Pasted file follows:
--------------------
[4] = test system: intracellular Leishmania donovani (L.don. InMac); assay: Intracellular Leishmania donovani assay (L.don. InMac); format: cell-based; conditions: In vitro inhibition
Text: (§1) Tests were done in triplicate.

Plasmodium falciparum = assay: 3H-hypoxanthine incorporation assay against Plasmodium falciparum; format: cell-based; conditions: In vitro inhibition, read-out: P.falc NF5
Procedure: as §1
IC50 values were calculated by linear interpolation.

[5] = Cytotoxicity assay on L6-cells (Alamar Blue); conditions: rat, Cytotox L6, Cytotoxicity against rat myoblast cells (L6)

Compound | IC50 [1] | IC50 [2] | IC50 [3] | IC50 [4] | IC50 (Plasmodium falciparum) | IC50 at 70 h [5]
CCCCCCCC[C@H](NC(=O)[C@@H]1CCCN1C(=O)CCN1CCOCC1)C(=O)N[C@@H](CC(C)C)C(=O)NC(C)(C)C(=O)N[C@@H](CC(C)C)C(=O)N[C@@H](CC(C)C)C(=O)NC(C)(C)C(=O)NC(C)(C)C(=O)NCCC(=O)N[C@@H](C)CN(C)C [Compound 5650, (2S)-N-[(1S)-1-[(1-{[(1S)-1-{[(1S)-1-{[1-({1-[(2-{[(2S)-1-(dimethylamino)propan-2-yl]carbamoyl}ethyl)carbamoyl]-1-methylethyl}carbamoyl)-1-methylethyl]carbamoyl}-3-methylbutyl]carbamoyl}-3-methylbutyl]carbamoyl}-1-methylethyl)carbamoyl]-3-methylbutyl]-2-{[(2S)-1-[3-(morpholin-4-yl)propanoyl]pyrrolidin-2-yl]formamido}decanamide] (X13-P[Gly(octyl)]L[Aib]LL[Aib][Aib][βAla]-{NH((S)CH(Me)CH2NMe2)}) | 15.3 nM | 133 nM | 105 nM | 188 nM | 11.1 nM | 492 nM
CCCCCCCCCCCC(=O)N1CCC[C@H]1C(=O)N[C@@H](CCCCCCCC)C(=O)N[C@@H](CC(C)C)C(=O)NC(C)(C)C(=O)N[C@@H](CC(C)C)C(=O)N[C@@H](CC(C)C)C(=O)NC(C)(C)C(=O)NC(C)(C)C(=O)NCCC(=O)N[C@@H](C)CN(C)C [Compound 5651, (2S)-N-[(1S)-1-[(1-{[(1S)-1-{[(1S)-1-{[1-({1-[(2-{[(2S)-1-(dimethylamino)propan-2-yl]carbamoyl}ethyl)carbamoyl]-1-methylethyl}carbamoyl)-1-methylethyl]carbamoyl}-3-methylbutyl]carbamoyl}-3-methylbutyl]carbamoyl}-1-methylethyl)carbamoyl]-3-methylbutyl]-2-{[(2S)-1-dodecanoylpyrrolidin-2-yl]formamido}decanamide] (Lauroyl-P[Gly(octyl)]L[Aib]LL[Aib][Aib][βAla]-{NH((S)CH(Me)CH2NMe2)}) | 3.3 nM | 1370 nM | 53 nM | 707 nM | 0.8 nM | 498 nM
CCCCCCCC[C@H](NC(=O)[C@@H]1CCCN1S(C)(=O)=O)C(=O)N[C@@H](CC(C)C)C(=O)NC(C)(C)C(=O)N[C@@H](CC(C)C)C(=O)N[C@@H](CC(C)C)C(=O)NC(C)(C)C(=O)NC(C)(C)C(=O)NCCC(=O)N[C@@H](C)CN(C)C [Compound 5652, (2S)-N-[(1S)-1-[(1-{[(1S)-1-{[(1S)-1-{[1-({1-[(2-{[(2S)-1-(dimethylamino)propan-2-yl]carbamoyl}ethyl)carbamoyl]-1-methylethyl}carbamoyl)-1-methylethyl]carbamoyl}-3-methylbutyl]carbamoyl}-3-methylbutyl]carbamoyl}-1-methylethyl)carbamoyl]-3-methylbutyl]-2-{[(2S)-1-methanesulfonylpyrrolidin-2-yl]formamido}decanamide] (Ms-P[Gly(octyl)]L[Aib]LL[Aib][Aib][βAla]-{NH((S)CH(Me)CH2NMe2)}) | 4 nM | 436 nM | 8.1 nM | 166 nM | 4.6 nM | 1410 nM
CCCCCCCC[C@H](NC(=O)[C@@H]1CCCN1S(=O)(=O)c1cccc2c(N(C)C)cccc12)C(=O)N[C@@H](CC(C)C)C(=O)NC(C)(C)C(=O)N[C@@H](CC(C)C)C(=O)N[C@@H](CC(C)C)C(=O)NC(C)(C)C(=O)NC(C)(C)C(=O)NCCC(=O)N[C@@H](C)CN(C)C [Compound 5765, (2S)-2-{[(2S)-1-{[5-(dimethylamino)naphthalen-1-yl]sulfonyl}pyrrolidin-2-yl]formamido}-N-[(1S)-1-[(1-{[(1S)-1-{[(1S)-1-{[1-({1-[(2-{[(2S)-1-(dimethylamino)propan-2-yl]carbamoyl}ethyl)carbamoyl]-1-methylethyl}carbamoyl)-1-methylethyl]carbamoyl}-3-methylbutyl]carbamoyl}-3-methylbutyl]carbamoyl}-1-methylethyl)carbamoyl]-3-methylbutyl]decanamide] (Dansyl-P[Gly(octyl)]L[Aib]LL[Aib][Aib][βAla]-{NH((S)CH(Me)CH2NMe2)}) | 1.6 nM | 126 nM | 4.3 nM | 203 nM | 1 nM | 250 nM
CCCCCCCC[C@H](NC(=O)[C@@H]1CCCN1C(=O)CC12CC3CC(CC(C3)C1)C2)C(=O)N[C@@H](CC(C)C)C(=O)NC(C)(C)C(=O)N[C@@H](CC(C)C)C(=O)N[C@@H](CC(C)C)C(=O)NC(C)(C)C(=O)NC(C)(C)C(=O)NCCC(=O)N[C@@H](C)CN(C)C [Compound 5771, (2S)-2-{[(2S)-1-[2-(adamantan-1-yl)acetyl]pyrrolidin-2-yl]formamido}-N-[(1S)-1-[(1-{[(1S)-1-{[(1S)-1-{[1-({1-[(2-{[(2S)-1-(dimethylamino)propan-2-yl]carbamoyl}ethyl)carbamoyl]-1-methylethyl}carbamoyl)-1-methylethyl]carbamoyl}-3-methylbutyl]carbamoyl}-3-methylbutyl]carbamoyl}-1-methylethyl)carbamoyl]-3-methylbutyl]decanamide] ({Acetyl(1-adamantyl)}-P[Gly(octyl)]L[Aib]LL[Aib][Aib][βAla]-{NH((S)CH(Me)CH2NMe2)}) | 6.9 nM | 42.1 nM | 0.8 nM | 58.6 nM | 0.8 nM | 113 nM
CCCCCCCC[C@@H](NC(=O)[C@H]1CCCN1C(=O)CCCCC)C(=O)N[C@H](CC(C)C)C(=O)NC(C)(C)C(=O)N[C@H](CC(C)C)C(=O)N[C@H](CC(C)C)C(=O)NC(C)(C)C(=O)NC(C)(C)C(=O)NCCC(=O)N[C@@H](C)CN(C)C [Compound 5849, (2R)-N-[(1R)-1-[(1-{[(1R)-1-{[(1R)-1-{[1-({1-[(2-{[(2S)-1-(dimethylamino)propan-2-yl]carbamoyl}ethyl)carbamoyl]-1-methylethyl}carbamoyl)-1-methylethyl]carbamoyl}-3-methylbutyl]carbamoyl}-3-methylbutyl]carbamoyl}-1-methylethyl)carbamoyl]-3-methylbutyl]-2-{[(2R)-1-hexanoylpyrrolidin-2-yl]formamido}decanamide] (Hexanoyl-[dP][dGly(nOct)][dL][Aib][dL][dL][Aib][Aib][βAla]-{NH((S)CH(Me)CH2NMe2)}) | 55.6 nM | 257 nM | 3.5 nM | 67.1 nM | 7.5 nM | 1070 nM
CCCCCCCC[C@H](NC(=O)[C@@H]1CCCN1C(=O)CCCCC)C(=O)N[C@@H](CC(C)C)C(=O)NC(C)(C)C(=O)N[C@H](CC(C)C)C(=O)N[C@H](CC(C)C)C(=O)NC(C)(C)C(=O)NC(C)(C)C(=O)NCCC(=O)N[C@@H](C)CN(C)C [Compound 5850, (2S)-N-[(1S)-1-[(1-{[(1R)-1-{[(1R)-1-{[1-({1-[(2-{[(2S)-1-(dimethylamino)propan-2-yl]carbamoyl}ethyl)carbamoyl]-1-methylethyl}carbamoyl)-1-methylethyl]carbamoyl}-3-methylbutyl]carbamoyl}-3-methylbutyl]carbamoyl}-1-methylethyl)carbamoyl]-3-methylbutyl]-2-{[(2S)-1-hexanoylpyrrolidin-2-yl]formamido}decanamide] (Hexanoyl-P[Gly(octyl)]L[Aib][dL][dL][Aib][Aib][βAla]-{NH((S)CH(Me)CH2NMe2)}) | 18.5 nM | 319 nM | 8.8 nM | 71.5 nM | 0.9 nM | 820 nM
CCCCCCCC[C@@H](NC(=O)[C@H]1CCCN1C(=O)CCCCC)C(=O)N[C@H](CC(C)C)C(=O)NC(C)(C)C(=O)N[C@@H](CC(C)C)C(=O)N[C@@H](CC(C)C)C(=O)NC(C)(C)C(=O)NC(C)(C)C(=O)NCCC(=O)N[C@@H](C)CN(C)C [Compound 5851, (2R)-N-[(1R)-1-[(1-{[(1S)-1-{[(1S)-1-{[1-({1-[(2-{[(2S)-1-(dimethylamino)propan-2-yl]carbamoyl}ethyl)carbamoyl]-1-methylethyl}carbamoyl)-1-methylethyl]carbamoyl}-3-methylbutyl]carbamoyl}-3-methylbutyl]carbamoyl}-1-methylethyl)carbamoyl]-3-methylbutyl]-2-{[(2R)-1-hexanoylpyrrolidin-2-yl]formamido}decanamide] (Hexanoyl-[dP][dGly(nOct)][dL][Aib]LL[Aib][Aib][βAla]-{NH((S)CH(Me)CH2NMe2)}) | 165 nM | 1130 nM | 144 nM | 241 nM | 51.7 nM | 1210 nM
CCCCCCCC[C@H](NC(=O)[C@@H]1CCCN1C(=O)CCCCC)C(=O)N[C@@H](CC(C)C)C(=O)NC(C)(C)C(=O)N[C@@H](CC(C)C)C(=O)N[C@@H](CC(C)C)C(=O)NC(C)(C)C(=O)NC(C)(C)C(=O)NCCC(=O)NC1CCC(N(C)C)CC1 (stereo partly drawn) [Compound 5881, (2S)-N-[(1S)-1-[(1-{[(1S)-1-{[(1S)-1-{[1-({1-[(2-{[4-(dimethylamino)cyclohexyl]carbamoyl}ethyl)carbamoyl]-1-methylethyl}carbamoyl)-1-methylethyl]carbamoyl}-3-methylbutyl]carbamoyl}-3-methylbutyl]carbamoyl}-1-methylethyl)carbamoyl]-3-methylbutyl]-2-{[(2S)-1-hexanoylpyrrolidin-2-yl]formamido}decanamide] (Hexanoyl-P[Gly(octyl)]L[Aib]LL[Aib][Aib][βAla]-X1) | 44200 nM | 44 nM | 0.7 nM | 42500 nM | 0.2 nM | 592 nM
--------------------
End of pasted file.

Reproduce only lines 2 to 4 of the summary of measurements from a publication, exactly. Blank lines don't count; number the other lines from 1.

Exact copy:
Text: (§1) Tests were done in triplicate.

Plasmodium falciparum = assay: 3H-hypoxanthine incorporation assay against Plasmodium falciparum; format: cell-based; conditions: In vitro inhibition, read-out: P.falc NF5
Procedure: as §1